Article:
if data[0]=="f":
    				vertex1 = vertices[int(data[1].split("/")[0])-1]
    				vertex2 = vertices[int(data[2].split("/")[0])-1]
    				vertex3 = vertices[int(data[3].split("/")[0])-1]
    				triangles.append((vertex1,vertex2,vertex3))
    		self.triangles = triangles
    	
    	def makeNormals(self):
    		normals = []
    		for triangle in self.triangles:
    			arm1 = sub3(triangle[1],triangle[0])
    			arm2 = sub3(triangle[2],triangle[0])
    			normals.append(normalize3(cross3(arm1,arm2)))
    		self.normals = normals
    	
    	def draw(self):
    		glCallList(self.listname)
    	
    	def rawDraw(self):
    		glBegin(GL_TRIANGLES)
    		i = 0
    		for triangle in self.triangles:
    			glNormal3f(self.normals[i][0],self.normals[i][1],self.normals[i][2])
    			glVertex3f(triangle[0][0],triangle[0][1],triangle[0][2])
    			glVertex3f(triangle[1][0],triangle[1][1],triangle[1][2])
    			glVertex3f(triangle[2][0],triangle[2][1],triangle[2][2])
    			i+=1
    		glEnd()
    math3D.py - 3-vector and quaternion math functions
    Code:
    from math import *
    
    def zero3():
    	return (0.0,0.0,0.0)
    
    def copy3(v):
    	return (v[0],v[1],v[2])
    	
    def inverse3(v):
    	return (-v[0],-v[1],-v[2])
    
    def add3(v1,v2):
    	return (v1[0]+v2[0],v1[1]+v2[1],v1[2]+v2[2])
    
    def sub3(v1,v2):
    	return (v1[0]-v2[0],v1[1]-v2[1],v1[2]-v2[2])
    
    def scale3(v,s):
    	return (v[0]*s,v[1]*s,v[2]*s)
    
    def lengthSq3(v):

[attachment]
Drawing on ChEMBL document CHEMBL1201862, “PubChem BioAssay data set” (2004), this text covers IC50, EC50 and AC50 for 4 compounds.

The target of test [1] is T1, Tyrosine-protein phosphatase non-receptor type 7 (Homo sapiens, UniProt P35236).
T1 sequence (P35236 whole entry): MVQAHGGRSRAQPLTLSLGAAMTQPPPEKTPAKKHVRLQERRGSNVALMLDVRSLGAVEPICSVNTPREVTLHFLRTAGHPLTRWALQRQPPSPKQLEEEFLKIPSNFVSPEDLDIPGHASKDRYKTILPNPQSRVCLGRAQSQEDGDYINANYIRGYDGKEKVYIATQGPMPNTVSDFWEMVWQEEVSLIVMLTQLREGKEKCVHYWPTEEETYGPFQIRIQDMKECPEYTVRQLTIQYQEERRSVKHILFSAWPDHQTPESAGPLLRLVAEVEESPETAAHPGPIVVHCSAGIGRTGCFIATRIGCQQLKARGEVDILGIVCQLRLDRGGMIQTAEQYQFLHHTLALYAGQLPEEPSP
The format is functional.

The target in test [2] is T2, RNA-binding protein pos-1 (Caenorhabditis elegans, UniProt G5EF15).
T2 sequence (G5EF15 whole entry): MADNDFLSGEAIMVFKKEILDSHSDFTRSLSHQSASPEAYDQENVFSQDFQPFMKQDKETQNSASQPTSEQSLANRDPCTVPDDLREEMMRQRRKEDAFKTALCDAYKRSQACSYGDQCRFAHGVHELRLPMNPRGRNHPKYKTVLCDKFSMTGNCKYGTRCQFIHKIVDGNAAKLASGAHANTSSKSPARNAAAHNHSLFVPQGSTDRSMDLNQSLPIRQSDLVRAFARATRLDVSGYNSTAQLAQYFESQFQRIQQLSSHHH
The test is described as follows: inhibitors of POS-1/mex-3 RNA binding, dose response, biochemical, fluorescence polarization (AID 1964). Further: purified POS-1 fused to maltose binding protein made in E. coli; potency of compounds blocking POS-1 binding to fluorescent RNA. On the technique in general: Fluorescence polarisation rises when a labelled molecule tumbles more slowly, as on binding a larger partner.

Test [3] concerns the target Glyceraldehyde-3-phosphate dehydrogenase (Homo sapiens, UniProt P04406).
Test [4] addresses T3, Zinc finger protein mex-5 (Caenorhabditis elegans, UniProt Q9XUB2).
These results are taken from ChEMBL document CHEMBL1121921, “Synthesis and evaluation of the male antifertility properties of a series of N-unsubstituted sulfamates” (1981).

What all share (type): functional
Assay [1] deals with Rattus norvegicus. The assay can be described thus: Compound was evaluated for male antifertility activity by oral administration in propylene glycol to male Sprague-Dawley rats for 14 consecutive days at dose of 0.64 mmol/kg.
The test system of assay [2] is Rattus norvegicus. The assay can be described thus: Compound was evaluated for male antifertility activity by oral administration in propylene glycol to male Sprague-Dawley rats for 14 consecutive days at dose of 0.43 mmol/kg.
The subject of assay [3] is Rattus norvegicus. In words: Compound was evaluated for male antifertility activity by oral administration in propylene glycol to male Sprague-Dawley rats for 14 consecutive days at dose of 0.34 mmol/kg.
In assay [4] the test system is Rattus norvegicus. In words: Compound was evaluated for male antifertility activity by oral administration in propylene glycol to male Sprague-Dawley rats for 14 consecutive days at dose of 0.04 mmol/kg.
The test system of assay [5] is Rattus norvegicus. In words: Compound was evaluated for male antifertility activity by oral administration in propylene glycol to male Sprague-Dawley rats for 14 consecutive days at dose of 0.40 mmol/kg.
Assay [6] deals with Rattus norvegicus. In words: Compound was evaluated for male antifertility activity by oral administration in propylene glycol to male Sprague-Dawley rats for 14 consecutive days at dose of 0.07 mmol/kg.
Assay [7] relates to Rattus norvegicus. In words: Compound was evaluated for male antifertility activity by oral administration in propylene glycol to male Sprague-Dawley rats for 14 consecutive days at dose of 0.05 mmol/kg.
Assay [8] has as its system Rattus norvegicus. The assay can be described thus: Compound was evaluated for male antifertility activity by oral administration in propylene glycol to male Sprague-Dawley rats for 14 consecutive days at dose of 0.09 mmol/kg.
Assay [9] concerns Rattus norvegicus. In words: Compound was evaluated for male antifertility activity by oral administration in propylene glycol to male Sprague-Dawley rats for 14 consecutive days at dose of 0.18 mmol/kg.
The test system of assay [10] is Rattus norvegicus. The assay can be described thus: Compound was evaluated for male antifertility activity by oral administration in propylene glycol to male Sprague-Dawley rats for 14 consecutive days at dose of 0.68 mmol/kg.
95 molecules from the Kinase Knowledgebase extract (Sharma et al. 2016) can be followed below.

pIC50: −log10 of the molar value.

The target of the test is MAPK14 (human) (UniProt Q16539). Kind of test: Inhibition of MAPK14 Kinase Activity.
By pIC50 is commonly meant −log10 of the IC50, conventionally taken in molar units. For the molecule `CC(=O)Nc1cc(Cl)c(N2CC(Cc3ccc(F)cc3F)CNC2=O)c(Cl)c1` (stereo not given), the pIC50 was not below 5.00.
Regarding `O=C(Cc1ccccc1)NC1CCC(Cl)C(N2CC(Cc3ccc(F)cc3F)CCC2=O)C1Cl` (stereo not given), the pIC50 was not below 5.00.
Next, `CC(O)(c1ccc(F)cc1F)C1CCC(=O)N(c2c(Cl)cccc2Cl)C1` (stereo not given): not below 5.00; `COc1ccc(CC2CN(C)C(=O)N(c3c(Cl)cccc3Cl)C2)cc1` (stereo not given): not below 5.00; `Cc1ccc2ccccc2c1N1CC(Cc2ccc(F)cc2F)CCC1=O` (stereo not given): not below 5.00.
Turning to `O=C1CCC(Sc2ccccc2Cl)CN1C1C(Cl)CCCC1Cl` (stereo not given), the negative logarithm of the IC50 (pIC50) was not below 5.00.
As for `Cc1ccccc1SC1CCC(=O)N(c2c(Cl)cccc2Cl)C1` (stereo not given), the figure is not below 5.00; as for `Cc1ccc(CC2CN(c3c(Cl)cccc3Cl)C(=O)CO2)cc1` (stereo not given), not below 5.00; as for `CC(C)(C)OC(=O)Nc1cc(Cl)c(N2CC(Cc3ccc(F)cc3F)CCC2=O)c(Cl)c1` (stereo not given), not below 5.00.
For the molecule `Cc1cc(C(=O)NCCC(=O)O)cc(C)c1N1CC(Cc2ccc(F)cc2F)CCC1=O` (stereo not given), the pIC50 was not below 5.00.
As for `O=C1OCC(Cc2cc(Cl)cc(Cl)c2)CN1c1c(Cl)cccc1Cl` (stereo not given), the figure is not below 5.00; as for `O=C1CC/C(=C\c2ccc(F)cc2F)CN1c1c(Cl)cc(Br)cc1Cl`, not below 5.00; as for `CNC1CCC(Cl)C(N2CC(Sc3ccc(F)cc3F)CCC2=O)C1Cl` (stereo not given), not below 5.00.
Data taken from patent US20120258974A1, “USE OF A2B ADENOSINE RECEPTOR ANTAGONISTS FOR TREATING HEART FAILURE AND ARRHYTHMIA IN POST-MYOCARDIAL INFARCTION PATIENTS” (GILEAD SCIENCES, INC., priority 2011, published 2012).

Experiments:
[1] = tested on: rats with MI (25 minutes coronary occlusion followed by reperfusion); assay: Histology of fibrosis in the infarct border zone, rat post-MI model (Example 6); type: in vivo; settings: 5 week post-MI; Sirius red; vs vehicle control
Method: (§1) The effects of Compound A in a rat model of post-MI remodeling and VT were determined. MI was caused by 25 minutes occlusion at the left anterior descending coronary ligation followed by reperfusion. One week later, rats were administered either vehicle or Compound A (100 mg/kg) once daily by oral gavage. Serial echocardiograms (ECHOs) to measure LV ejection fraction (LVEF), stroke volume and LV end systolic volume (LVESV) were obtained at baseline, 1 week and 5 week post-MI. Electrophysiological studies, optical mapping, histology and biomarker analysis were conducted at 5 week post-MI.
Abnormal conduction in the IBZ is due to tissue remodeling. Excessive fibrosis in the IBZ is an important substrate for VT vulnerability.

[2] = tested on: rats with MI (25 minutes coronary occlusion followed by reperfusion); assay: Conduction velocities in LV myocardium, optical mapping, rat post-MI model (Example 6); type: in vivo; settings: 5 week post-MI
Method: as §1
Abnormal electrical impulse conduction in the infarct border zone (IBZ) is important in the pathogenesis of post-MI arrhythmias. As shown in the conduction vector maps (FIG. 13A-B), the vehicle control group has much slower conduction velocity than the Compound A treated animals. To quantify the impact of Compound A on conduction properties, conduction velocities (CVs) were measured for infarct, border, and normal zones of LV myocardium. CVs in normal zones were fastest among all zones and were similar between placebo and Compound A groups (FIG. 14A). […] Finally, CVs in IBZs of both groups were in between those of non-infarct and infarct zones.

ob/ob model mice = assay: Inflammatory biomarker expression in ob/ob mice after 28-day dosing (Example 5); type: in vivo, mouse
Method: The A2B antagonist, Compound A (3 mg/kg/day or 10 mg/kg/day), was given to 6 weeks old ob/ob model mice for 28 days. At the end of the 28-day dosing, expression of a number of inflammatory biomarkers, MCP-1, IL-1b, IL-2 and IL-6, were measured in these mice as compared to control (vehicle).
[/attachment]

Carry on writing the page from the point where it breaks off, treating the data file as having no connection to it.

return v[0]*v[0]+v[1]*v[1]+v[2]*v[2]
    
    def length3(v):
    	return sqrt(v[0]*v[0]+v[1]*v[1]+v[2]*v[2])
    
    def normalize3(v):
    	l = length3(v)
    	if l == 0:
    		return (0.0,0.0,0.0)
    	return (v[0]/l,v[1]/l,v[2]/l)
    
    def dot3(v1,v2):
    	return v1[0]*v2[0]+v1[1]*v2[1]+v1[2]*v2[2]
    	
    def cross3(v1,v2):
    	return (v1[1]*v2[2]-v1[2]*v2[1],v1[2]*v2[0]-v1[0]*v2[2],v1[0]*v2[1]-v1[1]*v2[0])
    
    def perpendicular3(v):
    	if v[1]==0 and v[2]==0:
    		return cross3(v,add3(v,(0,1,0)))
    	return cross3(v,add3(v,(1,0,0)))
    
    
    def zeroQ():
    	return (1.0,0.0,0.0,0.0)
    
    def copyQ(q):
    	return (q[0],q[1],q[2],q[3])
    
    def addQ(q1,q2):
    	return (q1[0]+q2[0],q1[1]+q2[1],q1[2]+q2[2],q1[3]+q2[3])
    
    def subQ(q1,q2):
    	return (q1[0]-q2[0],q1[1]-q2[1],q1[2]-q2[2],q1[3]-q2[3])
    
    def scaleQ(q,s):
    	return (q[0]*s,q[1]*s,q[2]*s,q[3]*s)
    
    def magnitudeSqQ(q):
    	return q[0]*q[0]+q[1]*q[1]+q[2]*q[2]+q[3]*q[3]
    
    def magnitudeQ(q):
    	return sqrt(q[0]*q[0]+q[1]*q[1]+q[2]*q[2]+q[3]*q[3])
    
    def conjugateQ(q):
    	return (q[0],-q[1],-q[2],-q[3])
    
    def multiplyQ(q1,q2):
    	w1,x1,y1,z1 = q1[0],q1[1],q1[2],q1[3]
    	w2,x2,y2,z2 = q2[0],q2[1],q2[2],q2[3]